Our circadian system is what allows our body to maintain a 24-hour cycle of activity. At night we sleep, during the day we are alert, and each specific time of the day we have increased activity of certain organs and hormones. These rhythms are generated internally in our brain (suprachiasmatic nuclea) but are kept in check by external clues (called Zeitgebers) such as light and darkness, activities, meals, social clues, etc. When the circadian system is in balance, we feel healthy, energetic, and sleep well. When out of balance we start to see many problems.
What happens to our circadian system in bipolar disorder?
In bipolar disorder it appears that this system has instability. Recent research in has shown associations between problematic genes regulating our circadian rhythm (ARNTL and PER3) and bipolar disorder. Essentially this means the internal regulation is weak and susceptible to both internal and external influences. Left unprotected, changes in circadian rhythms may precede mood episodes. Sometimes you may notice a few days of early waking before a manic or hypomanic mood. Or you may notice that a late morning of sleep will lead to a depressed mood. Furthermore, once the mood episode starts, the patients behavior seems to self-propagate the circadian imbalance such as hiding under the covers when depressed or staying out late and dancing when manic. Therefore, maintaining crisp control of circadian rhythms is very important for both acute and long-term management of bipolar disorder.
What can you do about it?
Since the internal clock may be broken we can amplify external clues to keep it on time. Here are some ideas to help keep your rhythms set.
Light is the most potent external regulator of circadian rhythms and manipulations of it are very important in maintain stable mood. Bright light therapy is well known for seasonal affective disorder but works equally as well for bipolar disorder. Dr. Janikula finds that bright light therapy is a potent antidepressant and, when used correctly, is a simple mood stabilizer. Dr. Janikula recommends the light box by Apollo Health because of ease of use. He has found the blue light works better than other light boxes and its small size makes it perfect for travel. There are several important factors to think about with bright light therapy listed below.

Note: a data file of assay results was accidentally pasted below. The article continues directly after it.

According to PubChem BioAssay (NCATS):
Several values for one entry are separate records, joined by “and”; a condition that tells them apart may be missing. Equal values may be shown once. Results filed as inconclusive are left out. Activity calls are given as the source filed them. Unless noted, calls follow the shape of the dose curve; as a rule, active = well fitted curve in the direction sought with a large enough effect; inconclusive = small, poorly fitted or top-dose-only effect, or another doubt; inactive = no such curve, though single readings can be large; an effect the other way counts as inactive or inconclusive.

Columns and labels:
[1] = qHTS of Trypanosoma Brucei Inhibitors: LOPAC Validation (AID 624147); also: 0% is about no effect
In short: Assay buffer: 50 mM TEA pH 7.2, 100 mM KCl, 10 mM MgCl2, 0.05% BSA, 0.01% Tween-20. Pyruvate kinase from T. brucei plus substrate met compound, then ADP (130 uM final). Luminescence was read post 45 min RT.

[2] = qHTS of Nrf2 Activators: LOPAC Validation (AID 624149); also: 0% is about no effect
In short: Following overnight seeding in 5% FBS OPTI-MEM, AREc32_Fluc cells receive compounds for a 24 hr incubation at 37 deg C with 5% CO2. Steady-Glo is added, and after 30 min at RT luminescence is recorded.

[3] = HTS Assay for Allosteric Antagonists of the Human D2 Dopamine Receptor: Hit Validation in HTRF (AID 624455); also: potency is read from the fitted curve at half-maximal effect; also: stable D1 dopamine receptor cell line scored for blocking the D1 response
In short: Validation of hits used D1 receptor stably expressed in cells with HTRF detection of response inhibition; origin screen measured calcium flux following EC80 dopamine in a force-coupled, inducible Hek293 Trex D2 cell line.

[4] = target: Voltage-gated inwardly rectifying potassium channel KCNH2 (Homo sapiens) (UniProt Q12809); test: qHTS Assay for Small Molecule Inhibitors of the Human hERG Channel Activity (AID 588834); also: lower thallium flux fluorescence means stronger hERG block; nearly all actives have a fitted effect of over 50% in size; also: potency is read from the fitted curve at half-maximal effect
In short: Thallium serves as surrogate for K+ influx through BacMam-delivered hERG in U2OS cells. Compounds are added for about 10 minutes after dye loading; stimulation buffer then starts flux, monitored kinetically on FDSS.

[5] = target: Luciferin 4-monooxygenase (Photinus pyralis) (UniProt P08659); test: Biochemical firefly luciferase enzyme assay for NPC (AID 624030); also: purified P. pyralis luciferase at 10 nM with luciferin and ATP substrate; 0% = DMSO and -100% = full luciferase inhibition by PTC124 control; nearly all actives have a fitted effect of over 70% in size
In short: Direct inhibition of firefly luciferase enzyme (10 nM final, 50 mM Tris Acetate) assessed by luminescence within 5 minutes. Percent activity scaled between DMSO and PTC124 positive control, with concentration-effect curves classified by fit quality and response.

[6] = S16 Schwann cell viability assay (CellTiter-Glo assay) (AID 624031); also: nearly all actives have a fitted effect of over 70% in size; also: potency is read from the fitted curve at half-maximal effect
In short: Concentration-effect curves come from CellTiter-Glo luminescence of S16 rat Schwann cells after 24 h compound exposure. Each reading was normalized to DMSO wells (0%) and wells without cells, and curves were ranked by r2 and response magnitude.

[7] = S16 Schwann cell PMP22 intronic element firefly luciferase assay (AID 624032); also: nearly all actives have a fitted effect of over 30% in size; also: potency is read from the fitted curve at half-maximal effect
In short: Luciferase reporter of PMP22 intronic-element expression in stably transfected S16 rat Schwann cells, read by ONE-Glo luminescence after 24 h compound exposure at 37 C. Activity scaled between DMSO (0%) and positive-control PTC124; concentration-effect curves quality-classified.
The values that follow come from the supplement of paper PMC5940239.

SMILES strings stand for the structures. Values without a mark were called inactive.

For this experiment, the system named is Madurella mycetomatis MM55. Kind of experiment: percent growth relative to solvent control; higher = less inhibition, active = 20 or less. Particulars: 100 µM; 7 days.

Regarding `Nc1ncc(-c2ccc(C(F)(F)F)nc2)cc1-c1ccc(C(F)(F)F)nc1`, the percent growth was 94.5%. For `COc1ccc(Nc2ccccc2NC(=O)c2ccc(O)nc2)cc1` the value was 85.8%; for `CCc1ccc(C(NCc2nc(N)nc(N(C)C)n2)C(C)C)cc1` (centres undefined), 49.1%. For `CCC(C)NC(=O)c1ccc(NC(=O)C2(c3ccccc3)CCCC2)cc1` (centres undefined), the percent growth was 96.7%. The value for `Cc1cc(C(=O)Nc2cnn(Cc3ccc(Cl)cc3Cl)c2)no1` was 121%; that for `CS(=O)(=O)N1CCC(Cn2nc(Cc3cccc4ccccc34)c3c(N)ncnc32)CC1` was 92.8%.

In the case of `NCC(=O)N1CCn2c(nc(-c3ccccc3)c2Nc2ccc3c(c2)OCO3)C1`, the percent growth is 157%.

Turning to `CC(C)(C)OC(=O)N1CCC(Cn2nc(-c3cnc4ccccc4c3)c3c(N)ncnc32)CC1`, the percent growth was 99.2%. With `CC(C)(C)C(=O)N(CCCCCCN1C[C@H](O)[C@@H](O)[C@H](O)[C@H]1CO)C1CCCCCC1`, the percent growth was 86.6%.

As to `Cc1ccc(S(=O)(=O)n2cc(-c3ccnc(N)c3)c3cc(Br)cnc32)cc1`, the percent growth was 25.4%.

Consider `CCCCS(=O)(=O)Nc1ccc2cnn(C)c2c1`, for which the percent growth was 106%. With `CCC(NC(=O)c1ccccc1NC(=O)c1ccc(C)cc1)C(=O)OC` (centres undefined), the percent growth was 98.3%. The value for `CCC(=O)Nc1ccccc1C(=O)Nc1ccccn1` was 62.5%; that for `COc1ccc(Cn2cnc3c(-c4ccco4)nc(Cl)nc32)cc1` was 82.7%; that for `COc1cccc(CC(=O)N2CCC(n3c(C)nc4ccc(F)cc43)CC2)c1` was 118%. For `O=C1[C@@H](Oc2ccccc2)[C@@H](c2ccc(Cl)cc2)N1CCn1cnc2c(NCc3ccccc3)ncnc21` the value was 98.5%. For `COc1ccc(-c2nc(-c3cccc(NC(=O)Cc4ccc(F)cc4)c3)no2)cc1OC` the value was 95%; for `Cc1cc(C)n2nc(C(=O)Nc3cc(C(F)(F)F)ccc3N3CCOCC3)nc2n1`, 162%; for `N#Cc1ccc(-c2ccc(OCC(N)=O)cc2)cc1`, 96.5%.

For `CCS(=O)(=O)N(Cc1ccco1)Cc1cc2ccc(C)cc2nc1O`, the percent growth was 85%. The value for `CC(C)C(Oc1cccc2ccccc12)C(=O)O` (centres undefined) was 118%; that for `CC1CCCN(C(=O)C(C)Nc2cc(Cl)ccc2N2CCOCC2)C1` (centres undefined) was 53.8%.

1. Usually works best when used in the morning for 30 minutes.
2. The light needs to be positioned above your head, as blue light receptors are located on the bottom of your eye.
3. With bipolar disorder, bright light therapy should always be used with dark therapy to prevent switching to hypomania/mania.
4. Retinal risk is unknown but estimated as small, but a good antioxidant supplement containing lutein should be used.
Darkness is also very important to setting rhythms and most patients with bipolar are very sensitive to artificial light. Evening artificial light often confuses the brain and the body does not have the normal hormonal responses that accompany darkness. There are several case reports of rapid-cycling bipolar patients who dramatically stabilized when put in a dark room 10-14 hours a night. You can shut of all your lights at 8-9 PM (very inconvenient) or you can wear a simple pair of glasses. A company called LowBlueLights.com manufactures a type of glasses that block blue light and trick your brain into thinking it is dark. Dr. Janikula finds most patients notice improvement in sleep quality and mood stability when wearing these glasses 2-3 hours before they go to bed. In rapid-cycling patients he finds it imperative to successful control.
Dr. Janikula often starts difficult to manage cases with early morning light therapy and dark therapy in the form of glasses in the evening. He has seen amazing results with this method and feels it is essential to long term care. Dr. Janikula (and all other doctors at Fountainhead Clinic) has no affiliation with these companies, he just finds them effective.
Other important lifestyle factors that regulate circadian rhythms are timing of meals and exercise. Regular meal timing is critical and missed meals or delayed meals often lead to mood changes. Exercise timing is also important and Dr. Janikula often finds morning exercise has more mood stabilizing effects than afternoon or evening exercise.
Dr. Janikula will sometimes use other treatments to regulate circadian rhythms such as physiological doses of hydrocortisone, B12 injections, and melatonin supplementation.